More Texas Kids Could Benefit from the Afterschool Meal Program

/, Food & Nutrition, Food assistance, Health and Wellness, Uncategorized/More Texas Kids Could Benefit from the Afterschool Meal Program

Back-to-school season is approaching. Administrators, staff, and parents are working hard to ensure a successful school year for Texas students. A key to a thriving school year is providing opportunities for all students to get enough healthy food to learn and grow.

The Afterschool Meal Program, also known as the Child and Adult Care Food Program, allows high-poverty schools that participate in afterschool enrichment programs to serve full, nutritious meals to all students. This means students who do sports, arts or other activities after school can get a free meal in the early evening.

The Texas Department of Agriculture oversees the Afterschool Meal Program as part of the Child and Adult Care Food Program. This food program is beneficial to districts and schools because it is easy, flexible, cost-effective, and provides more work opportunities for food service employees. However, the greatest benefit of the program is that more kids are being fed nutritious, full dinners when they otherwise may not be.

The Afterschool Meal Program became available in every state in 2010, and national participation has grown from about 200,000 children in October 2011 to nearly 1.1 million in October 2016. However, there is still much room to grow in Texas.

While new data shows that the Afterschool Meal Program now reaches 215,000 students each day in Texas, this is only a small fraction of the kids who could benefit. Many districts have yet to explore how the program can enhance their afterschool programming.

Schools can sign up for the Afterschool Meal Program at any time. Find out if the Afterschool Meal Program was offered in your county, here.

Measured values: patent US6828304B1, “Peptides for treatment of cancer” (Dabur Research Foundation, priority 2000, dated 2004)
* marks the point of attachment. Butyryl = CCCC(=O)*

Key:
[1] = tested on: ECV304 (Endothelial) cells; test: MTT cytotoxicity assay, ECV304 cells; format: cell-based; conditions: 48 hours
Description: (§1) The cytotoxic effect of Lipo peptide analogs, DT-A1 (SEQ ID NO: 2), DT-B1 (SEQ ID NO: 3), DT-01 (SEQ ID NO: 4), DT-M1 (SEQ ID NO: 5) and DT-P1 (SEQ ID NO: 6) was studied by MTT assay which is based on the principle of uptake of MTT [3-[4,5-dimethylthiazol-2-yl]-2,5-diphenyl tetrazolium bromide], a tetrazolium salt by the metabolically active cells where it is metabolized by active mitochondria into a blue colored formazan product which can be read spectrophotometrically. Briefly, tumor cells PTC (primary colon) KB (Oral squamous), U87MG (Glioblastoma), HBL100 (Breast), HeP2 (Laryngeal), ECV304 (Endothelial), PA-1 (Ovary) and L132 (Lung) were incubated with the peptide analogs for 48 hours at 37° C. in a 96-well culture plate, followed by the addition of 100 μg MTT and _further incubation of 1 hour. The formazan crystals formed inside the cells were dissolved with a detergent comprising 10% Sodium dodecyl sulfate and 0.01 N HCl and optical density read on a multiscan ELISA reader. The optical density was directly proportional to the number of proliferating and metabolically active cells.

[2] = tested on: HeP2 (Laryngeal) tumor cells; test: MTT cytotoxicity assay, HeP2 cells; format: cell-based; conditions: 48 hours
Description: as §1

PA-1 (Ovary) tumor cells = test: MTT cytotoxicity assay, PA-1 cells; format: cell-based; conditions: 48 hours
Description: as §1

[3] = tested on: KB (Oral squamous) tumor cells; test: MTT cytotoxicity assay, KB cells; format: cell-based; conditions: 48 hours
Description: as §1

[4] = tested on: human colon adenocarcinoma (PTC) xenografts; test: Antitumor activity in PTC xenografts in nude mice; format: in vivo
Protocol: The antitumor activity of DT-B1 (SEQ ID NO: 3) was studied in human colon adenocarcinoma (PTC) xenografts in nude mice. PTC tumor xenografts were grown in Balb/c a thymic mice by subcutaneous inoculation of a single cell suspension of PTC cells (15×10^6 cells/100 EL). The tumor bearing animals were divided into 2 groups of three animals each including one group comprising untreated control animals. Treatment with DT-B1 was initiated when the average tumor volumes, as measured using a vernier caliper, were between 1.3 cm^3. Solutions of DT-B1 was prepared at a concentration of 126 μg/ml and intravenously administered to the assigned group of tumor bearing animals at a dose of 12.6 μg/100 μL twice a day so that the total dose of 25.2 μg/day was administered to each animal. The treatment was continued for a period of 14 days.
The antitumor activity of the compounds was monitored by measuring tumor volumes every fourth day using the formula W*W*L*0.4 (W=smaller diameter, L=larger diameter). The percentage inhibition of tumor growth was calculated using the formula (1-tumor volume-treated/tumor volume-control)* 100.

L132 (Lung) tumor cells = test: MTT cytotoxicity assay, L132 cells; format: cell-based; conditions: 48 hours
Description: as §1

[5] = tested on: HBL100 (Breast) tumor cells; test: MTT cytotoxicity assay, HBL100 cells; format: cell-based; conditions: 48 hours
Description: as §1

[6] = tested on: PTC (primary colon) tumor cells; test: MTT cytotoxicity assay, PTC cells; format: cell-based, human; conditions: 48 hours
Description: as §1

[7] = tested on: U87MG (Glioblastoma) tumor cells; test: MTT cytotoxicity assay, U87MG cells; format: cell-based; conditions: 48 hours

Any school provider can qualify if they:

  1. Offer at least one enrichment activity open to all students (e. g. homework help, robotics, music, or sports);
  2. Are located in a school attendance area where at least 50 percent of children qualify for free or reduced lunch;
  3. Use the Community Eligibility Provision and the Identified Student Percentage (ISP) for that campus multiplied by 1.6 is at least 50 percent.

You can learn more if your school qualifies and how they can apply, here.

Communications Intern Jovahana Avila co-wrote this post.

At the Center for Public Policy Priorities, we believe in a Texas that offers everyone the chance to compete and succeed in life. We envision a Texas where everyone is healthy, well-educated, and financially secure. We want the best Texas - a proud state that sets the bar nationally by expanding opportunity for all. CPPP is an independent public policy organization that uses data and analysis to advocate for solutions that enable Texans of all backgrounds to reach their full potential. We dare Texas to be the best state for hard-working people and their families.

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